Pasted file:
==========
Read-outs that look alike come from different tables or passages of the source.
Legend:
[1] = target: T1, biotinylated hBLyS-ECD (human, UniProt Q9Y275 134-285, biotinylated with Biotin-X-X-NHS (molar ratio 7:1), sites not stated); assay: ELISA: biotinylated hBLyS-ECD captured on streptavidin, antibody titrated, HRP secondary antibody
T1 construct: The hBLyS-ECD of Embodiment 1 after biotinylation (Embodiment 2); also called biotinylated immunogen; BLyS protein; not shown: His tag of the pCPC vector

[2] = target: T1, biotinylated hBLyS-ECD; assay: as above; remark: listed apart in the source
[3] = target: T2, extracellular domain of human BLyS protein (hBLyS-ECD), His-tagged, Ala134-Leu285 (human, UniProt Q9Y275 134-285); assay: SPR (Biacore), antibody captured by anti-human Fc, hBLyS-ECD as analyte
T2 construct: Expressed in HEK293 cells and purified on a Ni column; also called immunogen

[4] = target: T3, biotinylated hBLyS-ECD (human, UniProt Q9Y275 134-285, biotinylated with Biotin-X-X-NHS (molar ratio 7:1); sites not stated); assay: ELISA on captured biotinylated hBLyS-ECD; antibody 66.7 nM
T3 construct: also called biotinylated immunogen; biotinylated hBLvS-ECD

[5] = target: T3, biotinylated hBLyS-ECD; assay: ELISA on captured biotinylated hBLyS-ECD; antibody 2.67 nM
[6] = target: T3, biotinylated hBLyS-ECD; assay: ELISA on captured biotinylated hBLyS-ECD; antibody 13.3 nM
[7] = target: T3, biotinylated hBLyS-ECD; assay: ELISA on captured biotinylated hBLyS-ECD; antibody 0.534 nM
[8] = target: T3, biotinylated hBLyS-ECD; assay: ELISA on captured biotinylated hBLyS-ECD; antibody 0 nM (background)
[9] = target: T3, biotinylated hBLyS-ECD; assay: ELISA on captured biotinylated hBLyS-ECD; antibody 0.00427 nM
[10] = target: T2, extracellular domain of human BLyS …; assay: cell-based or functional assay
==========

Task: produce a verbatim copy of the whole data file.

Read-outs that look alike come from different tables or passages of the source.
Legend:
[1] = target: T1, biotinylated hBLyS-ECD (human, UniProt Q9Y275 134-285, biotinylated with Biotin-X-X-NHS (molar ratio 7:1), sites not stated); assay: ELISA: biotinylated hBLyS-ECD captured on streptavidin, antibody titrated, HRP secondary antibody
T1 construct: The hBLyS-ECD of Embodiment 1 after biotinylation (Embodiment 2); also called biotinylated immunogen; BLyS protein; not shown: His tag of the pCPC vector

[2] = target: T1, biotinylated hBLyS-ECD; assay: as above; remark: listed apart in the source
[3] = target: T2, extracellular domain of human BLyS protein (hBLyS-ECD), His-tagged, Ala134-Leu285 (human, UniProt Q9Y275 134-285); assay: SPR (Biacore), antibody captured by anti-human Fc, hBLyS-ECD as analyte
T2 construct: Expressed in HEK293 cells and purified on a Ni column; also called immunogen

[4] = target: T3, biotinylated hBLyS-ECD (human, UniProt Q9Y275 134-285, biotinylated with Biotin-X-X-NHS (molar ratio 7:1); sites not stated); assay: ELISA on captured biotinylated hBLyS-ECD; antibody 66.7 nM
T3 construct: also called biotinylated immunogen; biotinylated hBLvS-ECD

[5] = target: T3, biotinylated hBLyS-ECD; assay: ELISA on captured biotinylated hBLyS-ECD; antibody 2.67 nM
[6] = target: T3, biotinylated hBLyS-ECD; assay: ELISA on captured biotinylated hBLyS-ECD; antibody 13.3 nM
[7] = target: T3, biotinylated hBLyS-ECD; assay: ELISA on captured biotinylated hBLyS-ECD; antibody 0.534 nM
[8] = target: T3, biotinylated hBLyS-ECD; assay: ELISA on captured biotinylated hBLyS-ECD; antibody 0 nM (background)
[9] = target: T3, biotinylated hBLyS-ECD; assay: ELISA on captured biotinylated hBLyS-ECD; antibody 0.00427 nM
[10] = target: T2, extracellular domain of human BLyS …; assay: cell-based or functional assay